the posterior distribution means that the deviations in one direction are larger
than the deviations in the other direction, which might be amplified in cases
with values that are very unevenly distributed. As I said, though, my knowledge
of these procedures is pretty slim, so these are just wild speculations.

Any thoughts would be greatly appreciated. Details for the mlogit results are
below.

Thanks,

Matissa Hollister


Multinomial logistic regression                   Number of obs   =         74
                                                   LR chi2(8)      =      12.78
                                                   Prob>  chi2     =     0.1195
Log likelihood = -50.158729                       Pseudo R2       =     0.1130

------------------------------------------------------------------------------
      occ1990 |      Coef.   Std. Err.      z    P>|z|     [95% Conf. Interval]
-------------+----------------------------------------------------------------
15           |
          sex |  -1.056146   1.443658    -0.73   0.464    -3.885663     1.77337
        _cons |  -2.772487   1.030735    -2.69   0.007    -4.792691   -.7522826
-------------+----------------------------------------------------------------
21           |
          sex |   17.92559   13237.73     0.00   0.999    -25927.55     25963.4
        _cons |  -21.75423   13237.73    -0.00   0.999    -25967.23    25923.72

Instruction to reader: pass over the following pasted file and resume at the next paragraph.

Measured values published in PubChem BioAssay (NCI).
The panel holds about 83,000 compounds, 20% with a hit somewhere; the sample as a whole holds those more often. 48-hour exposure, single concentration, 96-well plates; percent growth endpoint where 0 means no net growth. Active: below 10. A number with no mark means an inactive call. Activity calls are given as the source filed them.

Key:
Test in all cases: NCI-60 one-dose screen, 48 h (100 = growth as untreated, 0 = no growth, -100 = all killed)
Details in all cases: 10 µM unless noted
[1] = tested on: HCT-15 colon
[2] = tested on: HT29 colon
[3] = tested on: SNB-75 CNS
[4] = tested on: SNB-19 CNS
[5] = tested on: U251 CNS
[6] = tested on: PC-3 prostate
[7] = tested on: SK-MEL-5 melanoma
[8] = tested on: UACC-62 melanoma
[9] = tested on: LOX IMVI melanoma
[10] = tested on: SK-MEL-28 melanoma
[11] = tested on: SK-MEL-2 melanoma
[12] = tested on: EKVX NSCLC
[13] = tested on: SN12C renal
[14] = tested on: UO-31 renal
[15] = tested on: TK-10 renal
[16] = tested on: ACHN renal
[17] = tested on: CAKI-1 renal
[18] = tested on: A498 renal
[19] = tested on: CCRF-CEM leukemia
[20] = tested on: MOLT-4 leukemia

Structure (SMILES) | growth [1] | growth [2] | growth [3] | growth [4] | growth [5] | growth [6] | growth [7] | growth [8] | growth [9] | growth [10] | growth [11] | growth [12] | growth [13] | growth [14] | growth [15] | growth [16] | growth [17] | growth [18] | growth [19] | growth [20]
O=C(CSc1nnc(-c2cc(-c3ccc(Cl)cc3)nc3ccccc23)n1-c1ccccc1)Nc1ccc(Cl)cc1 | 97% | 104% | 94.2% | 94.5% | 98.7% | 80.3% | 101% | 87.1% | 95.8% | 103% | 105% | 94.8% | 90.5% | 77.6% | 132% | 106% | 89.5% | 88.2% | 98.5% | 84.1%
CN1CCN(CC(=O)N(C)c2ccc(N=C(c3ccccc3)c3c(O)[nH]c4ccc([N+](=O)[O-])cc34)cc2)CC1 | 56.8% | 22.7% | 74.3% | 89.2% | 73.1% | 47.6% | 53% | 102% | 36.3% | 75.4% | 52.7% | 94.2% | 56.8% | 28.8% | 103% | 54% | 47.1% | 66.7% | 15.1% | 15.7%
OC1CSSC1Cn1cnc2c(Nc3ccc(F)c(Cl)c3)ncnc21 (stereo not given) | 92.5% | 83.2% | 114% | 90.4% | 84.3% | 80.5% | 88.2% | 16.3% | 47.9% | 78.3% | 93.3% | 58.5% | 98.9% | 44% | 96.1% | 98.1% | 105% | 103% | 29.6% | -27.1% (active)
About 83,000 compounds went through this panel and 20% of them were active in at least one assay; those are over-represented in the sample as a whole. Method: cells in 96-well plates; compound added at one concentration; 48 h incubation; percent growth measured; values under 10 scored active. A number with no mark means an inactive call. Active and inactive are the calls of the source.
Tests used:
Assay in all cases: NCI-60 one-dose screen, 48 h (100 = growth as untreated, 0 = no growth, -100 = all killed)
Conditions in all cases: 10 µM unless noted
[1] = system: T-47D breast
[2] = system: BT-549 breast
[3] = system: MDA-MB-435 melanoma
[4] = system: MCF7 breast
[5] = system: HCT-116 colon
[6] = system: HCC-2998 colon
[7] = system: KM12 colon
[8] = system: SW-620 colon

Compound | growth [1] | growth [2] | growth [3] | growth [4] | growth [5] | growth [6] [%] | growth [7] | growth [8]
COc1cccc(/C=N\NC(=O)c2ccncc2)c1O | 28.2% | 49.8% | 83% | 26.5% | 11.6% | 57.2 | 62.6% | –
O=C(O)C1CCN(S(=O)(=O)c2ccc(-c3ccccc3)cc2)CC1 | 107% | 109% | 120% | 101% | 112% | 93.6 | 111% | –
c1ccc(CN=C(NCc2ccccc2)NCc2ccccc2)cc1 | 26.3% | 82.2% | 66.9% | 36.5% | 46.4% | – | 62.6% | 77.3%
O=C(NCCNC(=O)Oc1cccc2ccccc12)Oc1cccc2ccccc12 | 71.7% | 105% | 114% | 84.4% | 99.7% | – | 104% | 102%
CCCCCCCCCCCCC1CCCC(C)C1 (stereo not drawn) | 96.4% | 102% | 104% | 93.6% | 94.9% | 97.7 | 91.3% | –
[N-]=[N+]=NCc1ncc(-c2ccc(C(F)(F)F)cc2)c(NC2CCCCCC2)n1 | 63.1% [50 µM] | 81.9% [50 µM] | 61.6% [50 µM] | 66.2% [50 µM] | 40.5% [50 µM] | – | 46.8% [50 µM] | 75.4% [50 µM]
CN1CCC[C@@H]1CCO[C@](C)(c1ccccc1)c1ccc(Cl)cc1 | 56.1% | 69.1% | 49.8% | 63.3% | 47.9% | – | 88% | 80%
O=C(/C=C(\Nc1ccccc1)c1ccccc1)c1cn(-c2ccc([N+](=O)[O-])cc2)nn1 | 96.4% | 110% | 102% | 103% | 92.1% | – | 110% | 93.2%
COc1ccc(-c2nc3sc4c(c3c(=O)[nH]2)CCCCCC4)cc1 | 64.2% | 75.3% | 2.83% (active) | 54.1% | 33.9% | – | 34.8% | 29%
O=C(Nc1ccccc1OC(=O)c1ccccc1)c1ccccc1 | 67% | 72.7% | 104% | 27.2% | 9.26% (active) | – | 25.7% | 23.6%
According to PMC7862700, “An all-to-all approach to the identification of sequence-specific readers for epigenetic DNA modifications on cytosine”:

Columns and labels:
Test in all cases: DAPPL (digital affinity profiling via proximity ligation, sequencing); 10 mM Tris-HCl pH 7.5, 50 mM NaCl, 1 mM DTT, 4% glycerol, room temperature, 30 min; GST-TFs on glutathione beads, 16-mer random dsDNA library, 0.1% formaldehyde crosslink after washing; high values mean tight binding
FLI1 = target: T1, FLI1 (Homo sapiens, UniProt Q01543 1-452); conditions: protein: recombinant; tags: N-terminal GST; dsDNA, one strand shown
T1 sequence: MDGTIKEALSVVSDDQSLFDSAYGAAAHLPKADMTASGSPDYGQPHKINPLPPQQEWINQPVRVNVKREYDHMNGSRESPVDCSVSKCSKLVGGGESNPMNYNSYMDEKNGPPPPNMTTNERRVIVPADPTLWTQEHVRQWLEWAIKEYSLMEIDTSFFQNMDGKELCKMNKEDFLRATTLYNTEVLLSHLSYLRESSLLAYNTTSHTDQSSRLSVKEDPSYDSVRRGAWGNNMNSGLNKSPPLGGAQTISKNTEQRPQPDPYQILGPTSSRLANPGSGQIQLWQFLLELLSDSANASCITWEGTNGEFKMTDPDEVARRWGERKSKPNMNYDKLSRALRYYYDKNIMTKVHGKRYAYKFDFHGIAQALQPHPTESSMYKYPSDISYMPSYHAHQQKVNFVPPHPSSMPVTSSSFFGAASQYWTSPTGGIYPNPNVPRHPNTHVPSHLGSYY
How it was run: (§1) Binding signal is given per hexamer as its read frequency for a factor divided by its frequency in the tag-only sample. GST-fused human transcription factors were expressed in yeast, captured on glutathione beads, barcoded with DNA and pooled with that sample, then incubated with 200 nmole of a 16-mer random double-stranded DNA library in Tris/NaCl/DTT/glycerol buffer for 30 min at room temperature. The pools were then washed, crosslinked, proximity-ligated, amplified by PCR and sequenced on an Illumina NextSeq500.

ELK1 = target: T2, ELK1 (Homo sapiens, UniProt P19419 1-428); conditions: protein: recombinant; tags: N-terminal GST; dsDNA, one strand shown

-------------+----------------------------------------------------------------
23           |
          sex |   17.92559   13237.73     0.00   0.999    -25927.55     25963.4
        _cons |  -21.75423   13237.73    -0.00   0.999    -25967.23    25923.72
-------------+----------------------------------------------------------------
105          |  (base outcome)
-------------+----------------------------------------------------------------
175          |
          sex |  -18.40767    4143.09    -0.00   0.996    -8138.715      8101.9
        _cons |  -2.079367   .7499813    -2.77   0.006    -3.549304   -.6094308
-------------+----------------------------------------------------------------
446          |
          sex |  -18.40767   5859.214    -0.00   0.997    -11502.26    11465.44
        _cons |  -2.772514   1.030749    -2.69   0.007    -4.792745    -.752284
-------------+----------------------------------------------------------------
447          |
          sex |   17.92559   7642.808     0.00   0.998     -14961.7    14997.55
        _cons |  -20.65561   7642.808    -0.00   0.998    -15000.28    14958.97
-------------+----------------------------------------------------------------
458          |
          sex |   17.92559   13237.73     0.00   0.999    -25927.55     25963.4
        _cons |  -21.75423   13237.73    -0.00   0.999    -25967.23    25923.72
-------------+----------------------------------------------------------------
459          |
          sex |   17.92559   13237.73     0.00   0.999    -25927.55     25963.4
        _cons |  -21.75423   13237.73    -0.00   0.999    -25967.23    25923.72
------------------------------------------------------------------------------



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--
Mary Ellen Mackesy-Amiti, Ph.D.
Research Assistant Professor
Community Outreach Intervention Projects (COIP)
School of Public Health m/c 923
Division of Epidemiology and Biostatistics
University of Illinois at Chicago
ph. 312-355-4892
fax: 312-996-1450